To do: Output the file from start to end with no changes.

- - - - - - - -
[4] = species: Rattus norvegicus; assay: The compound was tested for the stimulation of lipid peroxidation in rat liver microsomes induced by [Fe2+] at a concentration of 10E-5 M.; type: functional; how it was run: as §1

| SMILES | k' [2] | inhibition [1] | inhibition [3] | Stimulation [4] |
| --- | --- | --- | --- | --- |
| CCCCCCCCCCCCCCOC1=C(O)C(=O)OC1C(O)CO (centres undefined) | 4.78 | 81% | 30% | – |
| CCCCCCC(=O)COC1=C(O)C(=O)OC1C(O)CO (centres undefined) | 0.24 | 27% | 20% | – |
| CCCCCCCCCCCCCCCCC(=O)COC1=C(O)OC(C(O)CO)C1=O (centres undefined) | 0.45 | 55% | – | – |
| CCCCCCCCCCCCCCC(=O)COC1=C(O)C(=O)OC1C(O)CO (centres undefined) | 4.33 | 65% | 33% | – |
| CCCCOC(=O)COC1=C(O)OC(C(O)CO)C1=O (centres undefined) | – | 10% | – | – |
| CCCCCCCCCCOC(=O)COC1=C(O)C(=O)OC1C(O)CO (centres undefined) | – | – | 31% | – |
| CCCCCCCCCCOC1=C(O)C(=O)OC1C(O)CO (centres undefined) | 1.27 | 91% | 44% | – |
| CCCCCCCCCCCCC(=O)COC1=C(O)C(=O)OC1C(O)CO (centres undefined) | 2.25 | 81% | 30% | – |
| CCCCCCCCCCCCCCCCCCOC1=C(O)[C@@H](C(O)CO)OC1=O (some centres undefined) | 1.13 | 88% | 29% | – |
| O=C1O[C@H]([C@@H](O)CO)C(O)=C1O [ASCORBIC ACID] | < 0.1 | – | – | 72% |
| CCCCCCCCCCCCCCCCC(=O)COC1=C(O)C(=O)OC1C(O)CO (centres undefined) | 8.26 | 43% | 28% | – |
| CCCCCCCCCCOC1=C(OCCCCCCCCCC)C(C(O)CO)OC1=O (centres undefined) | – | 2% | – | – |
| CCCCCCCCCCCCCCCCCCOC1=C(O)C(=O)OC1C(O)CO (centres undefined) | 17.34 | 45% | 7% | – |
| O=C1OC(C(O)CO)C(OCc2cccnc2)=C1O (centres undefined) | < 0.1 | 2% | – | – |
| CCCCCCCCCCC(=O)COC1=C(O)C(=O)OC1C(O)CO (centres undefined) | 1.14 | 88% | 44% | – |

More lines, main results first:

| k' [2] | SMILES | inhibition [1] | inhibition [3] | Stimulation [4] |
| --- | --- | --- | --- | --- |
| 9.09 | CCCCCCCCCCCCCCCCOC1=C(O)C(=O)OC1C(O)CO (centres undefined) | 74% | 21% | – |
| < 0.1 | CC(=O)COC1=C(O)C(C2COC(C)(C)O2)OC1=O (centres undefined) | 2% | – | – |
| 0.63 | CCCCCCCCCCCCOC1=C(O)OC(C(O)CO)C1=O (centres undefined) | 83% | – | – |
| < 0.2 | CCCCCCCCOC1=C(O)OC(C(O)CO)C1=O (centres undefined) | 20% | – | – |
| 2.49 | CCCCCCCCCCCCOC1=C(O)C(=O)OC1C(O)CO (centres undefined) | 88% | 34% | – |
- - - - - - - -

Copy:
[4] = species: Rattus norvegicus; assay: The compound was tested for the stimulation of lipid peroxidation in rat liver microsomes induced by [Fe2+] at a concentration of 10E-5 M.; type: functional; how it was run: as §1

| SMILES | k' [2] | inhibition [1] | inhibition [3] | Stimulation [4] |
| --- | --- | --- | --- | --- |
| CCCCCCCCCCCCCCOC1=C(O)C(=O)OC1C(O)CO (centres undefined) | 4.78 | 81% | 30% | – |
| CCCCCCC(=O)COC1=C(O)C(=O)OC1C(O)CO (centres undefined) | 0.24 | 27% | 20% | – |
| CCCCCCCCCCCCCCCCC(=O)COC1=C(O)OC(C(O)CO)C1=O (centres undefined) | 0.45 | 55% | – | – |
| CCCCCCCCCCCCCCC(=O)COC1=C(O)C(=O)OC1C(O)CO (centres undefined) | 4.33 | 65% | 33% | – |
| CCCCOC(=O)COC1=C(O)OC(C(O)CO)C1=O (centres undefined) | – | 10% | – | – |
| CCCCCCCCCCOC(=O)COC1=C(O)C(=O)OC1C(O)CO (centres undefined) | – | – | 31% | – |
| CCCCCCCCCCOC1=C(O)C(=O)OC1C(O)CO (centres undefined) | 1.27 | 91% | 44% | – |
| CCCCCCCCCCCCC(=O)COC1=C(O)C(=O)OC1C(O)CO (centres undefined) | 2.25 | 81% | 30% | – |
| CCCCCCCCCCCCCCCCCCOC1=C(O)[C@@H](C(O)CO)OC1=O (some centres undefined) | 1.13 | 88% | 29% | – |
| O=C1O[C@H]([C@@H](O)CO)C(O)=C1O [ASCORBIC ACID] | < 0.1 | – | – | 72% |
| CCCCCCCCCCCCCCCCC(=O)COC1=C(O)C(=O)OC1C(O)CO (centres undefined) | 8.26 | 43% | 28% | – |
| CCCCCCCCCCOC1=C(OCCCCCCCCCC)C(C(O)CO)OC1=O (centres undefined) | – | 2% | – | – |
| CCCCCCCCCCCCCCCCCCOC1=C(O)C(=O)OC1C(O)CO (centres undefined) | 17.34 | 45% | 7% | – |
| O=C1OC(C(O)CO)C(OCc2cccnc2)=C1O (centres undefined) | < 0.1 | 2% | – | – |
| CCCCCCCCCCC(=O)COC1=C(O)C(=O)OC1C(O)CO (centres undefined) | 1.14 | 88% | 44% | – |

More lines, main results first:

| k' [2] | SMILES | inhibition [1] | inhibition [3] | Stimulation [4] |
| --- | --- | --- | --- | --- |
| 9.09 | CCCCCCCCCCCCCCCCOC1=C(O)C(=O)OC1C(O)CO (centres undefined) | 74% | 21% | – |
| < 0.1 | CC(=O)COC1=C(O)C(C2COC(C)(C)O2)OC1=O (centres undefined) | 2% | – | – |
| 0.63 | CCCCCCCCCCCCOC1=C(O)OC(C(O)CO)C1=O (centres undefined) | 83% | – | – |
| < 0.2 | CCCCCCCCOC1=C(O)OC(C(O)CO)C1=O (centres undefined) | 20% | – | – |
| 2.49 | CCCCCCCCCCCCOC1=C(O)C(=O)OC1C(O)CO (centres undefined) | 88% | 34% | – |